In No. 6 of the Czech Dialogue in the article concerning Kyrkekvarn I wrote enthusiastically about Jindra Sipek's lecture describing his travels in Peru, especially about the Indian tribe living near the lake Titicaca on islands made of reeds. Their houses are made of reeds; they use it for fuel and its young sprouts for human and animal food. They fish and they don't need any electricity, t.v., etc. - they live simply, humbly, happily and stress-free. I often think about those Indians especially now during my vacation that I am spending with my grandchildren in a small cottage in the woods near Slapy.
I gather mushrooms, blackberries, pine cones and wood. I cook on a wood stove and get water from a well. The river is our bathroom. Instead of watching television in the evening I watch the stars or the campfire. Recently a few trees were cut down around our cottage and the trunks were hauled away. The big branches were left behind- it all smells so nice and we have lots of wood for our stove. We sing songs and roast unhealthy sausages and bread on the fire. The girls Eliska (13) and Nina (8) have lots of friends- kids from the surrounding cottages- to play with all day. When it is necessary to get water, or wood or plums for our dumplings, they help out without complaining knowing that soon they can again go back to their games.
Yesterday we met a nice big snake on the path behind the cottage. It was trying to eat a big frog, but was not very successful at it. It was holding only the frog's hind leg in its mouth and when Eliska let out a big scream for help, friend Lukas (16) came to the rescue and grabbed the snake by its tail. The snake let go of the frog but turned on Lukas. Its open mouth was a really scary sight- so I tried to get all the smaller children far away including a little dog Rozinka. The snake then decided to play dead, did not move, let its tongue hang out and let out an awful smell. Lukas said that this maneuver was its defense. One day when it was very hot we found a deer resting in the shade behind the cottage. When she saw me, she quietly got up, walked gracefully over our stone steps and disappeared into the woods. There are also salamanders and squirrels around and lots and lots of beautiful birds. We also have some mice around- so far we haven't actually seen any, but I found some chewed up blankets in the attic- an unmistakable sign of their presence. Yesterday our neighbor had someone from animal control remove a nest of hornets. I must confess that I felt sorry for the poor creatures. They used to fly to our yard and drink juice from a small tree that sprouted near our cottage and provided a bit of shade for my kitchen. We had to cut it down a little.
We also have horses as neighbors. The community of Hnevsin below "our" hill consists of only about 4 dwellings, but there are several dozen riding horses around. One of the horsemen is the popular actor Vaclav Vydra; he and his family love the surrounding countryside. Every year Vasek Vydra puts together a great outdoor show about the battle at Little Big Horn, for which he should get at least a local Oscar. Vydra of course portrays general Custer and commands the whole cavalery. It usually occupies the big meadow on the right side near the woods, whereas the cunning and colorful Indians gather on the left side near "our" hill. Last Saturday about 200 horses from the whole country gathered nearby. The organizers had only a few hours on Friday to rehearse, but they put on a superb performance on Saturday. It was the 130- th anniversary of the famous battle and it certainly deserved a great show. There were horses of all colors- brown, black, gray, white, some thoroughbreds, Islanders, etc.- they all performed in single file, in doubles, or moved in circles. They were stepping, trotting, galloping in colorful formations according to the commands of their riders, and they chased the "enemy"-in short, it was a great show. There were a few Indian tepees on the left side which offered an insight into Indian family life and where one could buy Indian souvenirs. Down by the brook there was a covered wagon where Mary Lou and Lulu served a real cowboy bean soup.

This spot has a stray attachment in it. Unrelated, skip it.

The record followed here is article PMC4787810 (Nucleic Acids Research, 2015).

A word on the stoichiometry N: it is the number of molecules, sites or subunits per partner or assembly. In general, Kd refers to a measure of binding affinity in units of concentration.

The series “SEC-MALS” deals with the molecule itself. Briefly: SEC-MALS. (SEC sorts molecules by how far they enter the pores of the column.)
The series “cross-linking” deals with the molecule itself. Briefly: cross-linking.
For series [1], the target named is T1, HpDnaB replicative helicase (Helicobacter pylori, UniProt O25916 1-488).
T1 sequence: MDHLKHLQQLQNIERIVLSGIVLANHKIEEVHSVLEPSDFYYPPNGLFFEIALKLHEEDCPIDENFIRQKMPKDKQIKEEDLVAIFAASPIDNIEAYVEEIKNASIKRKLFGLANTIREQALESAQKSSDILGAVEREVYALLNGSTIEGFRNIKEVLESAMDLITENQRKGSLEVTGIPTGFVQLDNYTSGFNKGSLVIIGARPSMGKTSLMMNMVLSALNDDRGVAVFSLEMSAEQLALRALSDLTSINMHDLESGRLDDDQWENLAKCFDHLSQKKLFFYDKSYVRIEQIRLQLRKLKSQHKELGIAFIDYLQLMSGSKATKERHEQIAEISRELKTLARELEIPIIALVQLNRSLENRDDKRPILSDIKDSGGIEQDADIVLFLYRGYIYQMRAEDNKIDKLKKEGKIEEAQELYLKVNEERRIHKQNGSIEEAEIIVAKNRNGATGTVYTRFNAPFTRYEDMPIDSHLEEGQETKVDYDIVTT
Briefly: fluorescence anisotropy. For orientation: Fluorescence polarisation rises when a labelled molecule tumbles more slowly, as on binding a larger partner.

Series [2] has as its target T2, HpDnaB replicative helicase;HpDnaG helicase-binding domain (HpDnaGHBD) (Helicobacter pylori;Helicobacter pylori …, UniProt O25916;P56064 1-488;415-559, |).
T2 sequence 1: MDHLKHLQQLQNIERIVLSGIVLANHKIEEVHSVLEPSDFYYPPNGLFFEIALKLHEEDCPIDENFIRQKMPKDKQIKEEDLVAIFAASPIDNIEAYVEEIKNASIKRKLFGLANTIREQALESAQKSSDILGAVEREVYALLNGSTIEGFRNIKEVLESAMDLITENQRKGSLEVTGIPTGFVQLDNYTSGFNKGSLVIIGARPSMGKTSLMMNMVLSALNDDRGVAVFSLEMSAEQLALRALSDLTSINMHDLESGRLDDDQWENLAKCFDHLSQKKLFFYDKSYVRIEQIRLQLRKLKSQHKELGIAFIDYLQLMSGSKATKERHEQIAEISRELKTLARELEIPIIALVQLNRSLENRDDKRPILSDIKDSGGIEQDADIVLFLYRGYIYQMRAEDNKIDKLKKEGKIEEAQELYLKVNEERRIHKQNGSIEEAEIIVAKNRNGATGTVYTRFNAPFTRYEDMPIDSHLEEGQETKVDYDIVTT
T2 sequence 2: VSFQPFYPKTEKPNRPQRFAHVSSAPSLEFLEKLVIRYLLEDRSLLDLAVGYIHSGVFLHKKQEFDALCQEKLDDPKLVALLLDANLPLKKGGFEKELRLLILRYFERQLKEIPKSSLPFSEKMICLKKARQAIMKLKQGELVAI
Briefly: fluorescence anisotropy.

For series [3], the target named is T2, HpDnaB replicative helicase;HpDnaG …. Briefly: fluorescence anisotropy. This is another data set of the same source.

The children loved the so-called "melon cutting" which followed. It is supposed to represent cutting up of the enemy but is also a sweet treat for the kids who wait until the riders cut up the melons with their swords. As the melons roll down the meadow, the children run after them and get to enjoy the juicy fruit. There was also cannon fire which was hard on the many dogs around (our Rozinka was placed inside our cottage) and country music could be heard everywhere. In short- a beautiful day full of great experiences and good cheer (in spite of the battle?)
The only touch of civilization that I have in our cottage is electricity-it was put in because of my computer that I need. Until recently we used candles and oil lamps.
Therefore my dear readers- today you won't find out anything about what I think about Paroubek or Topolanek who have been fighting for power the whole summerwith no final winner. To be honest- I am not looking forward to returning to Prague next week. I much prefer to pick mushrooms. This year there was lots of them, and they are great pan-fried with caraway seeds. You can read more about them in the Czech Calendar for 2007- I am already working on it in between the mushrooms, pine cones and plum dumplings?Eva Strizovska Translated by Marie Dolansky
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